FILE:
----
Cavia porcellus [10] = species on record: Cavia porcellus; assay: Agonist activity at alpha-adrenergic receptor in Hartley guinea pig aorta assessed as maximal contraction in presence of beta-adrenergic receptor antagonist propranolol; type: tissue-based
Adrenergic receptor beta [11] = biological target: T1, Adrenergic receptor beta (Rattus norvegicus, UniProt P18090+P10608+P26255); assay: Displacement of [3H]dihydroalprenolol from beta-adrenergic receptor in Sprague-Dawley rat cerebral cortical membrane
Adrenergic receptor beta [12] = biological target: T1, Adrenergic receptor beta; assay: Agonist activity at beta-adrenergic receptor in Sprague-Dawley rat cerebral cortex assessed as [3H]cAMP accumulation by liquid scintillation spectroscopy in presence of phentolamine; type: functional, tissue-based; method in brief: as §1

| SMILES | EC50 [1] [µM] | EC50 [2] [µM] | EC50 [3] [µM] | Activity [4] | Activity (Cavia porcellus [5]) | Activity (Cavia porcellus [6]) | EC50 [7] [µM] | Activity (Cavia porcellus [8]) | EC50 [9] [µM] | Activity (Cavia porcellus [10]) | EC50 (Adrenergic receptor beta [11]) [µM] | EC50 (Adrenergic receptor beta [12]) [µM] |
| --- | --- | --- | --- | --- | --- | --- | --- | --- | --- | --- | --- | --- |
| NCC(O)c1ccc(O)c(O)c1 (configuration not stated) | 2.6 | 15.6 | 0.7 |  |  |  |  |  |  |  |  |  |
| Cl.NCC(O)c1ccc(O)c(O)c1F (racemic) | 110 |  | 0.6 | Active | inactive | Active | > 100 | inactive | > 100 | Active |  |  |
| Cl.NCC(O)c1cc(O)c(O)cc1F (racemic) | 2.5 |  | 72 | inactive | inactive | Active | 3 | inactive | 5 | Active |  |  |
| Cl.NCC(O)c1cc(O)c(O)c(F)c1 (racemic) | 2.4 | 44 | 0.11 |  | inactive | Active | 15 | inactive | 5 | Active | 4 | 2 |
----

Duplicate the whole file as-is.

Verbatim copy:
Cavia porcellus [10] = species on record: Cavia porcellus; assay: Agonist activity at alpha-adrenergic receptor in Hartley guinea pig aorta assessed as maximal contraction in presence of beta-adrenergic receptor antagonist propranolol; type: tissue-based
Adrenergic receptor beta [11] = biological target: T1, Adrenergic receptor beta (Rattus norvegicus, UniProt P18090+P10608+P26255); assay: Displacement of [3H]dihydroalprenolol from beta-adrenergic receptor in Sprague-Dawley rat cerebral cortical membrane
Adrenergic receptor beta [12] = biological target: T1, Adrenergic receptor beta; assay: Agonist activity at beta-adrenergic receptor in Sprague-Dawley rat cerebral cortex assessed as [3H]cAMP accumulation by liquid scintillation spectroscopy in presence of phentolamine; type: functional, tissue-based; method in brief: as §1

| SMILES | EC50 [1] [µM] | EC50 [2] [µM] | EC50 [3] [µM] | Activity [4] | Activity (Cavia porcellus [5]) | Activity (Cavia porcellus [6]) | EC50 [7] [µM] | Activity (Cavia porcellus [8]) | EC50 [9] [µM] | Activity (Cavia porcellus [10]) | EC50 (Adrenergic receptor beta [11]) [µM] | EC50 (Adrenergic receptor beta [12]) [µM] |
| --- | --- | --- | --- | --- | --- | --- | --- | --- | --- | --- | --- | --- |
| NCC(O)c1ccc(O)c(O)c1 (configuration not stated) | 2.6 | 15.6 | 0.7 |  |  |  |  |  |  |  |  |  |
| Cl.NCC(O)c1ccc(O)c(O)c1F (racemic) | 110 |  | 0.6 | Active | inactive | Active | > 100 | inactive | > 100 | Active |  |  |
| Cl.NCC(O)c1cc(O)c(O)cc1F (racemic) | 2.5 |  | 72 | inactive | inactive | Active | 3 | inactive | 5 | Active |  |  |
| Cl.NCC(O)c1cc(O)c(O)c(F)c1 (racemic) | 2.4 | 44 | 0.11 |  | inactive | Active | 15 | inactive | 5 | Active | 4 | 2 |